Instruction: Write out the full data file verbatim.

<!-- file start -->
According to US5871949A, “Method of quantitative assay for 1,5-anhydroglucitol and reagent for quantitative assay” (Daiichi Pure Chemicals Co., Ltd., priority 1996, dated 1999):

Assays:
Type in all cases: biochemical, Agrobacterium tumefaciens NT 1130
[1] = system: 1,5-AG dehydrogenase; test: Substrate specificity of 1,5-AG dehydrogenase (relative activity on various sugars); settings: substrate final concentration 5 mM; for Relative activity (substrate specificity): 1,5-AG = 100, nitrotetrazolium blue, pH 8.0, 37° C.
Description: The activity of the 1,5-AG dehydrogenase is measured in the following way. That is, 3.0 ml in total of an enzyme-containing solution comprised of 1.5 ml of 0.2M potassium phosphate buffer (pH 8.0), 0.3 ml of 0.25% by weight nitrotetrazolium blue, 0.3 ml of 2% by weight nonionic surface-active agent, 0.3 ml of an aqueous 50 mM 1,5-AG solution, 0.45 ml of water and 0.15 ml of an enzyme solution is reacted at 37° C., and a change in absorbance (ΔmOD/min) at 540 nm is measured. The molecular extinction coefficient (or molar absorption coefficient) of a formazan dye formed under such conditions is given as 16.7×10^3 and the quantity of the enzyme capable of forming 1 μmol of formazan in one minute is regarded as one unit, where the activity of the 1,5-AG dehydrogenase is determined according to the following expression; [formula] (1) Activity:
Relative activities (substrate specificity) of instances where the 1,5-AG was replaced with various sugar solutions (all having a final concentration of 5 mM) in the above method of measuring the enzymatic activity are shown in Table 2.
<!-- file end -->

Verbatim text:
According to US5871949A, “Method of quantitative assay for 1,5-anhydroglucitol and reagent for quantitative assay” (Daiichi Pure Chemicals Co., Ltd., priority 1996, dated 1999):

Assays:
Type in all cases: biochemical, Agrobacterium tumefaciens NT 1130
[1] = system: 1,5-AG dehydrogenase; test: Substrate specificity of 1,5-AG dehydrogenase (relative activity on various sugars); settings: substrate final concentration 5 mM; for Relative activity (substrate specificity): 1,5-AG = 100, nitrotetrazolium blue, pH 8.0, 37° C.
Description: The activity of the 1,5-AG dehydrogenase is measured in the following way. That is, 3.0 ml in total of an enzyme-containing solution comprised of 1.5 ml of 0.2M potassium phosphate buffer (pH 8.0), 0.3 ml of 0.25% by weight nitrotetrazolium blue, 0.3 ml of 2% by weight nonionic surface-active agent, 0.3 ml of an aqueous 50 mM 1,5-AG solution, 0.45 ml of water and 0.15 ml of an enzyme solution is reacted at 37° C., and a change in absorbance (ΔmOD/min) at 540 nm is measured. The molecular extinction coefficient (or molar absorption coefficient) of a formazan dye formed under such conditions is given as 16.7×10^3 and the quantity of the enzyme capable of forming 1 μmol of formazan in one minute is regarded as one unit, where the activity of the 1,5-AG dehydrogenase is determined according to the following expression; [formula] (1) Activity:
Relative activities (substrate specificity) of instances where the 1,5-AG was replaced with various sugar solutions (all having a final concentration of 5 mM) in the above method of measuring the enzymatic activity are shown in Table 2.